Generic placeholder image

Current Medicinal Chemistry

Editor-in-Chief

ISSN (Print): 0929-8673
ISSN (Online): 1875-533X

Capsaicin and Its Analogues: Structure-Activity Relationship Study

Author(s): X.-F. Huang, J.-Y. Xue, A.-Q. Jiang and H.-L. Zhu

Volume 20 , Issue 21 , 2013

Page: [2661 - 2672] Pages: 12

DOI: 10.2174/0929867311320210004

Price: $65

Abstract

Capsaicin, the main ingredient responsible for the hot pungent taste of chilli peppers, is an alkaloid found in the Capsicum family. Capsaicin was traditionally used for muscular pain, headaches, to improve circulation and for its gastrointestinal protective effects. It was also commonly added to herbal formulations because it acts as a catalyst for other herbs and aids in their absorption. In addition, capsaicin and other capsaicinoid compounds showed strong evidence of having promising potential in the fight against many types of cancer. The mechanism of action of capsaicin has been extensively studied over the past decade. It has been established that capsaicin binds to the transient receptor potential vanilloid 1 receptor which was expressed predominantly by sensory neurons. And many analogues of capsaicin have been synthesized and evaluated for diverse bioactivities. In this review, we will attempt to summarize the biology and structureactivity relationship of capsaicinoids.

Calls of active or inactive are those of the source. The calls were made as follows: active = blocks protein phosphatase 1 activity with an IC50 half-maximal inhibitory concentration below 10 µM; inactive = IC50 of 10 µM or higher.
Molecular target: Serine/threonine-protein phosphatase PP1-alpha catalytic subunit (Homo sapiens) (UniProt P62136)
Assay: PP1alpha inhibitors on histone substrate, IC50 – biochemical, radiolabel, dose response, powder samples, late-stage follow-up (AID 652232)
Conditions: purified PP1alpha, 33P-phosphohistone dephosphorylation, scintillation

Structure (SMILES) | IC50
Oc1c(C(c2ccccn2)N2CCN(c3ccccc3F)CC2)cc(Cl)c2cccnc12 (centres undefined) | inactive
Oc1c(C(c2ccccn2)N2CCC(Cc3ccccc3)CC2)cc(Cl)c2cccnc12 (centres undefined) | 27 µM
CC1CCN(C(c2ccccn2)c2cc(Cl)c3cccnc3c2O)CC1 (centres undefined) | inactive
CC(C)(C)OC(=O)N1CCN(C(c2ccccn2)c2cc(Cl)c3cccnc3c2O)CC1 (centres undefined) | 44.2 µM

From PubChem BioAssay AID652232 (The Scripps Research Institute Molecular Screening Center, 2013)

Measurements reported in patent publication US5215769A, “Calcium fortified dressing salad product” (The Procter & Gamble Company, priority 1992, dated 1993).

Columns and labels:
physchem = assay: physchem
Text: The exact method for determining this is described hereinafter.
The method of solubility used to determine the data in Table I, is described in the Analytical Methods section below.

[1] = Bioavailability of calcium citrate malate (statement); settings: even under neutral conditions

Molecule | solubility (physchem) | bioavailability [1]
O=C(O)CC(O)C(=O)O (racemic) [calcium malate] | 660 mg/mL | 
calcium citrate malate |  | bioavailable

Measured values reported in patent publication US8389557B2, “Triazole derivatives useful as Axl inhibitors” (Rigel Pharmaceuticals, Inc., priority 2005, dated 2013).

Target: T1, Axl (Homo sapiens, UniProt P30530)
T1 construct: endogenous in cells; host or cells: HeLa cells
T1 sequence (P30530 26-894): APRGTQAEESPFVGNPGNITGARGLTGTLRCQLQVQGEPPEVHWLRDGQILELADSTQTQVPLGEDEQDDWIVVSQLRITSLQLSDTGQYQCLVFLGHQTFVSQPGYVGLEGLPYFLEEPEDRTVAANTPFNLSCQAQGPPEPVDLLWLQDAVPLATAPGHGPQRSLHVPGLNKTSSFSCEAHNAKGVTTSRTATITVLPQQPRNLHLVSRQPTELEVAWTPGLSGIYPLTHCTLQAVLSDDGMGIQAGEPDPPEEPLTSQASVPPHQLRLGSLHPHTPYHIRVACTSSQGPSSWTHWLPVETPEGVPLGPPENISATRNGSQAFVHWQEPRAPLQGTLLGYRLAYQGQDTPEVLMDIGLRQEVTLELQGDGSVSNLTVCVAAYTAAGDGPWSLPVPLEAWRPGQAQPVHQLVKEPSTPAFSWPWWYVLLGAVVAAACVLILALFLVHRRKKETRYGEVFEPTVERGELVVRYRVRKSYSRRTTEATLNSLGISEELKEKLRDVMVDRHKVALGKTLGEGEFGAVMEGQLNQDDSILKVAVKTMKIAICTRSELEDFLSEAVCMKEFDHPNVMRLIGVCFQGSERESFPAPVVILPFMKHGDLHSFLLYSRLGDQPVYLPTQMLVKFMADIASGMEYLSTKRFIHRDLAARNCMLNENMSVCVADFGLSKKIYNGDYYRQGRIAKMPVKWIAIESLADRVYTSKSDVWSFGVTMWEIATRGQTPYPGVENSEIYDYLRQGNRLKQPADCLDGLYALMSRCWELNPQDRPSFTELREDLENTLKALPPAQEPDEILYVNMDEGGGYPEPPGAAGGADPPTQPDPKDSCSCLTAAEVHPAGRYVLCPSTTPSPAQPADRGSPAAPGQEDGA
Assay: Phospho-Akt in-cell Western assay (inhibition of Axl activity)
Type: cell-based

Keywords: Capsaicin, analgesic, anti-cancer, vasorelaxation, gastroprotection, structure and activity relationship.


Rights & Permissions Print Export Cite as
© 2022 Bentham Science Publishers | Privacy Policy